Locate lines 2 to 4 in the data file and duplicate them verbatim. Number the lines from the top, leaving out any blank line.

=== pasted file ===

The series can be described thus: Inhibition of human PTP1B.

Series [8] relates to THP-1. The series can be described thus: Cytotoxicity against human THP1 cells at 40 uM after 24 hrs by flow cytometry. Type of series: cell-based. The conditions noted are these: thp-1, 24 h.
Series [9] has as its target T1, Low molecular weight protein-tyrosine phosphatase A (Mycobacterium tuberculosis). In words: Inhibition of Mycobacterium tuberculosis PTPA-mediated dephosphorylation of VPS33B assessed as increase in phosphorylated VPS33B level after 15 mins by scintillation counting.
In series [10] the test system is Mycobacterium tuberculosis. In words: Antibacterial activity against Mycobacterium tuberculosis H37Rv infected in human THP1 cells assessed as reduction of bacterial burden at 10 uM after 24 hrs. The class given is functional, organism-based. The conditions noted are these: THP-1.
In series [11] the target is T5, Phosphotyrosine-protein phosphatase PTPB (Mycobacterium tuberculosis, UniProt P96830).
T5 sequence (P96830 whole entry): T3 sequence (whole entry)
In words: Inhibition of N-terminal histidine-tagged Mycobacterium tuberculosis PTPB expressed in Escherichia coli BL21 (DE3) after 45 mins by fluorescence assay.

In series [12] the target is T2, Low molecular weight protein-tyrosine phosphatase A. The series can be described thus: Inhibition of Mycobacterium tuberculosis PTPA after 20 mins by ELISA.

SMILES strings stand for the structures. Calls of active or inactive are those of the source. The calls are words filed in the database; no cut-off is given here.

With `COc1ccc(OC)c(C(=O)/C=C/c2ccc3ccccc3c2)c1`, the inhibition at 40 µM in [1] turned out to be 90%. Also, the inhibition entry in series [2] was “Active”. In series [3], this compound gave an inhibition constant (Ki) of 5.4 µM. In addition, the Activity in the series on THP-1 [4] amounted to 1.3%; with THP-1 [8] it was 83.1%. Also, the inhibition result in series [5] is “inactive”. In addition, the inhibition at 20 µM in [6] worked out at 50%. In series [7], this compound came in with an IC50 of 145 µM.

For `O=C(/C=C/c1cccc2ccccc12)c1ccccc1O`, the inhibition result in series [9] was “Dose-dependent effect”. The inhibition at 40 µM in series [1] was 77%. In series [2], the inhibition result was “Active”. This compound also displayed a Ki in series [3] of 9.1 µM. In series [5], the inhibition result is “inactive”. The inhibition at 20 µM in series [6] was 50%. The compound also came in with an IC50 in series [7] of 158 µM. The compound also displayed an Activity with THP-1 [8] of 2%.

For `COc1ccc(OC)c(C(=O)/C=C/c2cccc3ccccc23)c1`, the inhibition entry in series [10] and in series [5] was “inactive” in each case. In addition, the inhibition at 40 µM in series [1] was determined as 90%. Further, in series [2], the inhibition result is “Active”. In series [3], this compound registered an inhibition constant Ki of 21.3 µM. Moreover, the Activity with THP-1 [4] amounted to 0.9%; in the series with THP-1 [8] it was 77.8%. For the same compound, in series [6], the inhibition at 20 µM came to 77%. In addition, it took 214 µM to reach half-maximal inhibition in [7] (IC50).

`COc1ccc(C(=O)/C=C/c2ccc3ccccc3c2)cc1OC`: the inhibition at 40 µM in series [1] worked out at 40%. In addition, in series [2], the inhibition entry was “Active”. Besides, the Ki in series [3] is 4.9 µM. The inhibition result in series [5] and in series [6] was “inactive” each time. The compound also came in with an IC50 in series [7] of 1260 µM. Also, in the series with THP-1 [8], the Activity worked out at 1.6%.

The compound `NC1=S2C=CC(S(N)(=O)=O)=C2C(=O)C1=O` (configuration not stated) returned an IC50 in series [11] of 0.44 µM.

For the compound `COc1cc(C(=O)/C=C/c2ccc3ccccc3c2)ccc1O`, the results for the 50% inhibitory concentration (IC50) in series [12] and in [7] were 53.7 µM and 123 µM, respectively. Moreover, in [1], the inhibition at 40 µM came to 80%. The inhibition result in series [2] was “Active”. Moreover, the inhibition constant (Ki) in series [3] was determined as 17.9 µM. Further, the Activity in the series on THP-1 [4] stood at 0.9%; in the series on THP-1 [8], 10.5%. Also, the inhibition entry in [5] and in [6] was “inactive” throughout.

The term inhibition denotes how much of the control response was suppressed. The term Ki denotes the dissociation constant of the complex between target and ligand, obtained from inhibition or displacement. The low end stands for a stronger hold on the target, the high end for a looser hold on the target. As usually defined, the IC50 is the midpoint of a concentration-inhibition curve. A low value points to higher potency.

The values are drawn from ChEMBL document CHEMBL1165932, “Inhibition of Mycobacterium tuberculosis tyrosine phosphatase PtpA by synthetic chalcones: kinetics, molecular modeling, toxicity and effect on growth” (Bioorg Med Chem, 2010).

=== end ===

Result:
Series [8] relates to THP-1. The series can be described thus: Cytotoxicity against human THP1 cells at 40 uM after 24 hrs by flow cytometry. Type of series: cell-based. The conditions noted are these: thp-1, 24 h.
Series [9] has as its target T1, Low molecular weight protein-tyrosine phosphatase A (Mycobacterium tuberculosis). In words: Inhibition of Mycobacterium tuberculosis PTPA-mediated dephosphorylation of VPS33B assessed as increase in phosphorylated VPS33B level after 15 mins by scintillation counting.
In series [10] the test system is Mycobacterium tuberculosis. In words: Antibacterial activity against Mycobacterium tuberculosis H37Rv infected in human THP1 cells assessed as reduction of bacterial burden at 10 uM after 24 hrs. The class given is functional, organism-based. The conditions noted are these: THP-1.